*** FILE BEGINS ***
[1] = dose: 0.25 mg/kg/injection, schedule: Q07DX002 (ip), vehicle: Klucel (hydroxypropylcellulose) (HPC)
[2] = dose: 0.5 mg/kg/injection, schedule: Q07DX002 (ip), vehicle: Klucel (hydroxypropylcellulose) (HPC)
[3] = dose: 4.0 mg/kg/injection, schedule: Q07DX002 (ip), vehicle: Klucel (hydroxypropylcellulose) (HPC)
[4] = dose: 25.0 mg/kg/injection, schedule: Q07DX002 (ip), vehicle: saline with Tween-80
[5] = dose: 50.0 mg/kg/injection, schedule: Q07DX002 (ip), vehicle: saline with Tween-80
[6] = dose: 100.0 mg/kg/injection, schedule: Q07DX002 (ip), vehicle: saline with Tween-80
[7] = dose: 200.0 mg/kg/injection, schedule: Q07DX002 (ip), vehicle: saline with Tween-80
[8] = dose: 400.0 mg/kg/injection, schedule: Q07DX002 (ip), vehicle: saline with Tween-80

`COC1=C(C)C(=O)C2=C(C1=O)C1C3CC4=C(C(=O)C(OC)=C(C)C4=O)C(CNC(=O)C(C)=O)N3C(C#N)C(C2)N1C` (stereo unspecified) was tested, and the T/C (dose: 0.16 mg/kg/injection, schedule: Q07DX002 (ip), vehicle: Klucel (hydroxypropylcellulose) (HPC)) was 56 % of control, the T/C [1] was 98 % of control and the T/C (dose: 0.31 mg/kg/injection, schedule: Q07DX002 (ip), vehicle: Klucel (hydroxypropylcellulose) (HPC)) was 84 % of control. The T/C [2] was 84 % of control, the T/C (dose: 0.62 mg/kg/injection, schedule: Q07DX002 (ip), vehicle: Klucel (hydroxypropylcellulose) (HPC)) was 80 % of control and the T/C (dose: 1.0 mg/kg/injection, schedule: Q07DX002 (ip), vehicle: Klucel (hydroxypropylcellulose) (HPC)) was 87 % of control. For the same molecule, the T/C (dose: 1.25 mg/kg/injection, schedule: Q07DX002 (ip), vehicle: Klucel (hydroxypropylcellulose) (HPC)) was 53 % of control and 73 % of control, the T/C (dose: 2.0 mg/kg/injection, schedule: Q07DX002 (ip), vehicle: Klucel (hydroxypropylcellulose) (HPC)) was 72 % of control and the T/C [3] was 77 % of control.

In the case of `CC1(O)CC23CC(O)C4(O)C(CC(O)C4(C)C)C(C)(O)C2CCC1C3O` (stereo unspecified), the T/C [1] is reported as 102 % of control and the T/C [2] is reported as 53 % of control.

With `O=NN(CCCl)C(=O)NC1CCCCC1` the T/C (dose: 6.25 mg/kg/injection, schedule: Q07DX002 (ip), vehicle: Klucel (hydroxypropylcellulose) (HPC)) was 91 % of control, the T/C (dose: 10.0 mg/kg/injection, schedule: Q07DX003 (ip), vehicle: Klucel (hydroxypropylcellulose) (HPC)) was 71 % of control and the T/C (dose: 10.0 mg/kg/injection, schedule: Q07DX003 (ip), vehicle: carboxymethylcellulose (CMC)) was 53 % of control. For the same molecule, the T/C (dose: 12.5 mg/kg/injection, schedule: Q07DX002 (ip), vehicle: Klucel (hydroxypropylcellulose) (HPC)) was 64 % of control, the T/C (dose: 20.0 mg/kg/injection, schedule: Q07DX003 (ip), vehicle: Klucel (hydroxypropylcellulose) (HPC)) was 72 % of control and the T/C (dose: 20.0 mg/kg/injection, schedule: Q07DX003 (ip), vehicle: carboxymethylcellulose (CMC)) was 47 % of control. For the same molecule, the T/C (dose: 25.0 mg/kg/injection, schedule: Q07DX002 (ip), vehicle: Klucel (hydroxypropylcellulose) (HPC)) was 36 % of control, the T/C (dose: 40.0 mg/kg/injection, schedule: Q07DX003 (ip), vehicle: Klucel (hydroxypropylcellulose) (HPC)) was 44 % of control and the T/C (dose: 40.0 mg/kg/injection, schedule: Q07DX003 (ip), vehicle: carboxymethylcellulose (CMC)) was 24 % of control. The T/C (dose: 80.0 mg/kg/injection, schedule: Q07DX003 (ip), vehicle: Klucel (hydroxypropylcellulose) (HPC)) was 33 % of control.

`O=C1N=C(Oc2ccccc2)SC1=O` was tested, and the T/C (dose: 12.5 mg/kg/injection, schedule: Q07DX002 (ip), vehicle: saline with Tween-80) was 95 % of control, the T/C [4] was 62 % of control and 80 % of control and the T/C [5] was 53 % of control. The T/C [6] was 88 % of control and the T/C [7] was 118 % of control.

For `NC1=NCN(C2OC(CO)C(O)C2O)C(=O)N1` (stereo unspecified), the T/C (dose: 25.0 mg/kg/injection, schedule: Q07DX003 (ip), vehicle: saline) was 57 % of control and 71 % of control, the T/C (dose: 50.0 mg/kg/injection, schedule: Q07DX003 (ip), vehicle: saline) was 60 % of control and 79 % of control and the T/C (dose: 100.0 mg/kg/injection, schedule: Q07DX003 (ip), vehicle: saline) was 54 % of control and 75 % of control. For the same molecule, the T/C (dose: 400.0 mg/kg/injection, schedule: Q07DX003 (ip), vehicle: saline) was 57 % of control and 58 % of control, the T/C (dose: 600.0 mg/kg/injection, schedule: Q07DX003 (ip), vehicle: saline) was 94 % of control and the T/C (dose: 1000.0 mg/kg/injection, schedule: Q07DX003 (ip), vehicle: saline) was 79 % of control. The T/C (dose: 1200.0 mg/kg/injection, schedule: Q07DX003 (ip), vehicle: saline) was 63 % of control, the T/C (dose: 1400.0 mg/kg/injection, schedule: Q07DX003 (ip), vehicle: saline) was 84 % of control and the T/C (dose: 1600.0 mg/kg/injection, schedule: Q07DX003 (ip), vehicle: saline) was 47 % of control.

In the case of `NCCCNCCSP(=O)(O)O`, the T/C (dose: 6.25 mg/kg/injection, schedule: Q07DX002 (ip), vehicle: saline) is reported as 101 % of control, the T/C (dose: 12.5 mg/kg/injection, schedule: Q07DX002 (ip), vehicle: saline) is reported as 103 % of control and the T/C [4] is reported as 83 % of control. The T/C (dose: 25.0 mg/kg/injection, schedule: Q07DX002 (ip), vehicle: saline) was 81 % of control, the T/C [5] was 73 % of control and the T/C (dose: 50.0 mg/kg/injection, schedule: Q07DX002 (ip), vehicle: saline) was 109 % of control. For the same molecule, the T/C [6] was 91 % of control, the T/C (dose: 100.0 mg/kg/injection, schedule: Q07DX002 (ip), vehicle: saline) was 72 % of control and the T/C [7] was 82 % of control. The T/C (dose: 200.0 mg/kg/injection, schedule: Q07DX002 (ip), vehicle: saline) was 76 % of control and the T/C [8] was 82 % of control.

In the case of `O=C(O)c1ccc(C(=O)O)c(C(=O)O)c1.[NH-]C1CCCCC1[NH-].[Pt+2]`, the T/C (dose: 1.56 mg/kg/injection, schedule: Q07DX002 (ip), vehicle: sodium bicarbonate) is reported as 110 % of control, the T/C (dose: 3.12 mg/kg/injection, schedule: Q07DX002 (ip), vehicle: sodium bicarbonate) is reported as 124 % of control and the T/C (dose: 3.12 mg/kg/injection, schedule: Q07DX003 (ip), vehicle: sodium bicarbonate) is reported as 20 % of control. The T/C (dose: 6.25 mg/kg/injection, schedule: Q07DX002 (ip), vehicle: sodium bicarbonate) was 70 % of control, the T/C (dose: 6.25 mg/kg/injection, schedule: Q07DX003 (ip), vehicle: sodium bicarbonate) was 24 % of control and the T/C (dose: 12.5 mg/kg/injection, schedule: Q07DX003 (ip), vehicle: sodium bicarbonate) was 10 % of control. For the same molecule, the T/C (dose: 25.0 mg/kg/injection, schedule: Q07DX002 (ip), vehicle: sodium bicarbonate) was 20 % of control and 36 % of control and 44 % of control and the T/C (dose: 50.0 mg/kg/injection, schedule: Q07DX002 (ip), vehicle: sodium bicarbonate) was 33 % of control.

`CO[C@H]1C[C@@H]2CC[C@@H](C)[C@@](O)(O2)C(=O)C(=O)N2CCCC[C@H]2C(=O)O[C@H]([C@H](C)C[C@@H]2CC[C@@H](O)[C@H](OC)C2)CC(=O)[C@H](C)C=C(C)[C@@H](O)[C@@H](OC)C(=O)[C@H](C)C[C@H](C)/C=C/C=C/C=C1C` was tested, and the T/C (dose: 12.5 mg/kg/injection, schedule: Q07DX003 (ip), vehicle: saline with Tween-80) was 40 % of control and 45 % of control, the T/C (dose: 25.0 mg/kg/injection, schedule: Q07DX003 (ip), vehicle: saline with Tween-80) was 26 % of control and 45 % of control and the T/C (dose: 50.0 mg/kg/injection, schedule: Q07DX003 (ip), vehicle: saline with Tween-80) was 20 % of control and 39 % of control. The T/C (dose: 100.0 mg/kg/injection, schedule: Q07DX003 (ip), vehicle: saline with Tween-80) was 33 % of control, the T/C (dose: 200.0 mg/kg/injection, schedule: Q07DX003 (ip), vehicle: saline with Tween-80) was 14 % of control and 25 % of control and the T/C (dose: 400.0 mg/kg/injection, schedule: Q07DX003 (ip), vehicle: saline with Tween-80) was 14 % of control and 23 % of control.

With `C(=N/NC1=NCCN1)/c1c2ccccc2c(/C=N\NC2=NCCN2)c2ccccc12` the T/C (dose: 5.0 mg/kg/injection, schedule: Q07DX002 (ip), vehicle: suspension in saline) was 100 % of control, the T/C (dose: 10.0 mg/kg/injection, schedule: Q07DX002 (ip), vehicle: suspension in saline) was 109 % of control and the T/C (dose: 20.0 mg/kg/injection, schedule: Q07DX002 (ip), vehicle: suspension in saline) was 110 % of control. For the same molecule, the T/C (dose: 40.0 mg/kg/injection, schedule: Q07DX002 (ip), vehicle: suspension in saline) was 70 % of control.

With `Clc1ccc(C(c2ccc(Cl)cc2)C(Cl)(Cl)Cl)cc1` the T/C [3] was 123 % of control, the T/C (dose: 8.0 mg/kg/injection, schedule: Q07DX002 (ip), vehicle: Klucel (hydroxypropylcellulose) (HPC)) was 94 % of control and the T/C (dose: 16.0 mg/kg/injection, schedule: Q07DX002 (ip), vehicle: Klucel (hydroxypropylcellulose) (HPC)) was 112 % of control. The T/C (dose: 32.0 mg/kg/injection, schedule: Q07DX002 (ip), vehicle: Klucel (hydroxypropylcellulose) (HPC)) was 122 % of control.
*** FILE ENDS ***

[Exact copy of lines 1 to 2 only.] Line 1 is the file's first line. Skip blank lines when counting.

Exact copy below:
[1] = dose: 0.25 mg/kg/injection, schedule: Q07DX002 (ip), vehicle: Klucel (hydroxypropylcellulose) (HPC)
[2] = dose: 0.5 mg/kg/injection, schedule: Q07DX002 (ip), vehicle: Klucel (hydroxypropylcellulose) (HPC)